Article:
To circumvent intense scrutiny into all the parameters involved in a verification of a calibration process, a corporation will require that the calibration lab be accredited to an internationally recognized standard. In doing so, they are assured that the laboratory is following all the necessary procedures to ensure their test and calibration process is binding. ISO/IEC 17025, developed by the International Organization for Standardization is such that, where an accreditation under this standard will corroborate that all the required steps have been taken to ensure technical competency and consistency, using practices recognized worldwide. Without this accreditation, regulatory authorities and suppliers typically will not accept calibration or test results from a calibration laboratory.

It is important here to note, that if a system shows up at your laboratory not operating within the required specification, further investigation should be taken into the accuracy of your measurements during prior use. Strictly speaking, if adjustments are necessary to get the system to operate within the defined calibration specifications, all previous measurements could be subject to error. Under these circumstances, the system calibration report should indicate the equipment’s “as-found” results (pre-adjustment), and the equipment’s “as-left” results (post adjustment). Where the as-found results will identify the systems performance during any pre-calibration use, and the as-left results will authorize the use moving forward.

At this point you may be asking yourself, what do I do if the system calibration is not within the required specifications, or if it does not comply with the OEM’s specified MPE?  On occasion, a repair or adjustment is needed to get a system back into operation.  Again, this adjustment is not considered part of the “calibration” of the equipment as specifically stated in VIM 3.11 and noted here, “Adjustment of a measuring system should not be confused with calibration”. It is however important to acknowledge that the equipment may have been operating outside of the specification prior to its adjustment.  Care must then be taken to trace back the use of this equipment to a state of operation when it was within specification, such as a previous verification. The definition for adjustment is provided in VIM 3.11 as the “set of operations carried out on a measuring system so that it provides prescribed indications corresponding to given values of a quantity being measured”. Moreover, if any adjustment is needed, it will then be necessary to calibrate the equipment making certain that the adjustments now have the system operating within the required specification before it can be released for use.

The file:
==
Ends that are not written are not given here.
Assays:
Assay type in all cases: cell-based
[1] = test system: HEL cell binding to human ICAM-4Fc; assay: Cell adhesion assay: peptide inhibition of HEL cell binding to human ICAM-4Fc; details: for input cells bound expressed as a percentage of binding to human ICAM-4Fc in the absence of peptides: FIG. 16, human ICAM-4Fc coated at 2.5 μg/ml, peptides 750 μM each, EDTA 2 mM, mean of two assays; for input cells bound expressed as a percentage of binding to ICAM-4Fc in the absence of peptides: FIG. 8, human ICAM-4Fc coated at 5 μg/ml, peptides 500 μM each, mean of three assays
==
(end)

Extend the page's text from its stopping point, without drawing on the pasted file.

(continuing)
With the help of VIM, it is hopeful that the reader understands the difference between calibration, verification, validation, and adjustment.  This leaves us to the last item to discuss, “certification”.  Where calibration, verification, validation, and adjustment are all actions taken on an object, artifact, process, or piece of equipment to guarantee measurement integrity, certification is not. Certification is best defined as the past tense depiction of a subject that was previously calibrated. Accordingly, VIM 5.14 states that if a reference material is certified it has been issued a document by an authoritative body, providing specified values with associated uncertainties that are traceable using valid procedures. Thus, concluding that only certified reference materials (CRM), can be used for calibration or for verifying measurement trueness. 

In conclusion, calibration is the process of testing or checking an instrument against a known standard. To authenticate this process, the calibration must use certified standards that are traceable to an international recognized physical constant approved by the International Bureau of Weights and measures (BIPM). Though a calibration will typically not be a direct comparison to this constant, it will likely use a certified reference material or artifact that follows a chain traceable back to an international standard. For further detail on this topic and more, refer to the International Vocabulary of Metrology – Third Edition.